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Stolen Statue of King Ramses II is back in Egypt

April 22, 2024
Photo Source: Ahram Online

A 3,400-year-old head from a statue of King Ramses II, which was stolen and smuggled out of Egypt over three decades ago, was returned to its home country on Sunday 21 April. 

The artifact, part of a group statue depicting the ancient Egyptian ruler alongside deities, was confiscated in Geneva during criminal proceedings. 

Last July, it was handed over to the Egyptian embassy in Bern and has now been entrusted to the care of the Ministry of Tourism and Antiquities.

Shaaban Abdel-Gawad, the head of the department dedicated to the repatriation of antiquities, highlighted the significance of this return, emphasizing the joint commitment of Switzerland and Egypt to combating the illegal trade of cultural property. 

Mohamed Ismail Khalid, the secretary-general of the Supreme Council of Antiquities, expressed gratitude for the collaborative efforts of various entities, including the Ministry of Foreign Affairs, the International Cooperation Office of the Public Prosecution Office, Swiss authorities, and the Egyptian embassy in Bern.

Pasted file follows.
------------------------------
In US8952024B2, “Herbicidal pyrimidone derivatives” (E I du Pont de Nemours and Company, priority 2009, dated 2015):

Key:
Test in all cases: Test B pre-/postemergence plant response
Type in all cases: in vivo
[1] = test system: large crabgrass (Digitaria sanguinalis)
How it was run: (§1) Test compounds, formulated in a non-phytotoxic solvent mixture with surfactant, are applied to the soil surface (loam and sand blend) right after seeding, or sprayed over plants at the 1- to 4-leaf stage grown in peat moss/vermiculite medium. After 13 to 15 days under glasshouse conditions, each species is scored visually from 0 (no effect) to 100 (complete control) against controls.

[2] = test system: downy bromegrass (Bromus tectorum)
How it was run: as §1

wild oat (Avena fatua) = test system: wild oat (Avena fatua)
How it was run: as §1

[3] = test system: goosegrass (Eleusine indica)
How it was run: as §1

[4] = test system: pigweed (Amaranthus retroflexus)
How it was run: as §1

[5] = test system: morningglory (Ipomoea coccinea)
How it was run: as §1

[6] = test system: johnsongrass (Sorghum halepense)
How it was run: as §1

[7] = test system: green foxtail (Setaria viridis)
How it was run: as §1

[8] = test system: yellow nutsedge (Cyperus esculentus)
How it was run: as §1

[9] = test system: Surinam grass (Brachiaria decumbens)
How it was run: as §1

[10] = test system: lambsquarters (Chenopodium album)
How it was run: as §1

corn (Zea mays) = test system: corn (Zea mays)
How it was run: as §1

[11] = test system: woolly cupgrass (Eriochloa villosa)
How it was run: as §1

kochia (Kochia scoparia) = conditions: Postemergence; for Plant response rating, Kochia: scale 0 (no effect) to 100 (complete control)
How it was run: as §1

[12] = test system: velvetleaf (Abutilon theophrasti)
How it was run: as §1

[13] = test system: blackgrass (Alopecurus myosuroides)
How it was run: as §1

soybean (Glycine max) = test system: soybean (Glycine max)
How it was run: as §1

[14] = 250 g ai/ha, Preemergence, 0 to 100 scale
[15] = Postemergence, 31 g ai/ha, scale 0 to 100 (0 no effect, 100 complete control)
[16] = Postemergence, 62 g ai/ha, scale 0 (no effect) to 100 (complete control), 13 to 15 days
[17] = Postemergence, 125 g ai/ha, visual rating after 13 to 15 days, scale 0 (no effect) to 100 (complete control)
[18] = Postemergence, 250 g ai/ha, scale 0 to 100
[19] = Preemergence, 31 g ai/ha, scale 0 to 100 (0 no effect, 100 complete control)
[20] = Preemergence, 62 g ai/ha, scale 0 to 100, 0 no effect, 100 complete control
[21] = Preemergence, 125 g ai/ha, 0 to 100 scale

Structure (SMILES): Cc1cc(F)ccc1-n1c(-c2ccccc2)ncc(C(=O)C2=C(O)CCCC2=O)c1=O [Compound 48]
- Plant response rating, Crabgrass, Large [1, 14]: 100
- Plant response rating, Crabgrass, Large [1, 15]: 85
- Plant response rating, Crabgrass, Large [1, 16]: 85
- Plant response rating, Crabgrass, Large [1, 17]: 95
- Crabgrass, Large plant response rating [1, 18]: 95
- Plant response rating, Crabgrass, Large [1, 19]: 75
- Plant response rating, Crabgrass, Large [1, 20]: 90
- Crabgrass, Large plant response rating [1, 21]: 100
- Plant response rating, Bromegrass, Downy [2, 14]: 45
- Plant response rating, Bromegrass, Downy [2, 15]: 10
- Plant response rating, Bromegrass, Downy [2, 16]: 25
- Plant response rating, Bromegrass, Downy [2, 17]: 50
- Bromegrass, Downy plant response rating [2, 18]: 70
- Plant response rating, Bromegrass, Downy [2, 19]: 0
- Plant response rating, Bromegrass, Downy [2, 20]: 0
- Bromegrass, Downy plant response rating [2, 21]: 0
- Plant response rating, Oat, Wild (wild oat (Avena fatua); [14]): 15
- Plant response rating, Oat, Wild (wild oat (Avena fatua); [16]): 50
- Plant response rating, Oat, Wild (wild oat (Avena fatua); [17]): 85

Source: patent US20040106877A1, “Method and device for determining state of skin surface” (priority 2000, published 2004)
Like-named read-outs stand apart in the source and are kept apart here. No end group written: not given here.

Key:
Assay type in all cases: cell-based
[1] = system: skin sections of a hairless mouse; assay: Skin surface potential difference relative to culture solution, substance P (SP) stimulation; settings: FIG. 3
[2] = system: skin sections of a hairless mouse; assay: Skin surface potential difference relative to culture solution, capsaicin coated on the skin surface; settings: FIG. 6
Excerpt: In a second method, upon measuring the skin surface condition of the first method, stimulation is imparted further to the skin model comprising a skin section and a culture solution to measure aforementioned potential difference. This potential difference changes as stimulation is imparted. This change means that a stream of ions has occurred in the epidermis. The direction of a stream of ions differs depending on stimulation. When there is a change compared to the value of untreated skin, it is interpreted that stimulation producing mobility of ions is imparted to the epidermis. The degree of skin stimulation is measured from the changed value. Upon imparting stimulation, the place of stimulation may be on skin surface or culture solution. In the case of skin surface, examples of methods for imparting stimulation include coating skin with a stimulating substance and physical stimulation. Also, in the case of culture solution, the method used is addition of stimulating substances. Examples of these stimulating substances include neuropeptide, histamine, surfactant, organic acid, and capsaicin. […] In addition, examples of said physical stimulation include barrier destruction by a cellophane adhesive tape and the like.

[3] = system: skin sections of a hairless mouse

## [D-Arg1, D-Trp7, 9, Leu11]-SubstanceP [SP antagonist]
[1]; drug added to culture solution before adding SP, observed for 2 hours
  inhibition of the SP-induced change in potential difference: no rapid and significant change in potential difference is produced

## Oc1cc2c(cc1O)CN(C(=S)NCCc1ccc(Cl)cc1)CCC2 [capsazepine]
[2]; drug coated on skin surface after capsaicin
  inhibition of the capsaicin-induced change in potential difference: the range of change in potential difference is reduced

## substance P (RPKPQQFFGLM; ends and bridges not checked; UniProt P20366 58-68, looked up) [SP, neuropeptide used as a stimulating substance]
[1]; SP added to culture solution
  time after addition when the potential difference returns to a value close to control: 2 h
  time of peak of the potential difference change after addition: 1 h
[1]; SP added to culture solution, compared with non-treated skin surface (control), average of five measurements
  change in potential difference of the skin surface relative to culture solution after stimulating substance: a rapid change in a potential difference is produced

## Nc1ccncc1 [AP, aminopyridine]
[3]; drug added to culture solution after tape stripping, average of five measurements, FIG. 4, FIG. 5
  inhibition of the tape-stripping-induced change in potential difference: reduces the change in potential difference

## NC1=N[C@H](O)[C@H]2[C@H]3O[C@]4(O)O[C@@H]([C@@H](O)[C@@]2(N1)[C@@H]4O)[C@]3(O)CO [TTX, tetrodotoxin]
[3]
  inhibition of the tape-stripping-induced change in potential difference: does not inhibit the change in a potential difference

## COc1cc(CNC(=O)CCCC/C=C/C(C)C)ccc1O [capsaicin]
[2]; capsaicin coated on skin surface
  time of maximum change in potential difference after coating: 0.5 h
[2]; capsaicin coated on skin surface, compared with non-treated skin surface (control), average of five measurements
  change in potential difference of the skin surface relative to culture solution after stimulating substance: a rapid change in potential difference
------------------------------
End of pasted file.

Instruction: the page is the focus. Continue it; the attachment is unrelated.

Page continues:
The recovery of this statue is part of the broader ongoing plan by the tourism ministry to retrieve Egyptian artifacts that have been smuggled out of the country.

In 2013, Egyptian authorities first spotted the artifact when it was being offered for sale at an exhibition in London. It had traveled through several other countries before ending up in Switzerland. 

The Ramses II temple in the ancient city of Abydos in Southern Egypt, from where the statue was originally stolen, holds immense historical and cultural significance. 

Ramses II, also known as Ramses the Great, was one of ancient Egypt’s most powerful pharaohs, ruling from 1279 to 1213 B.C. 

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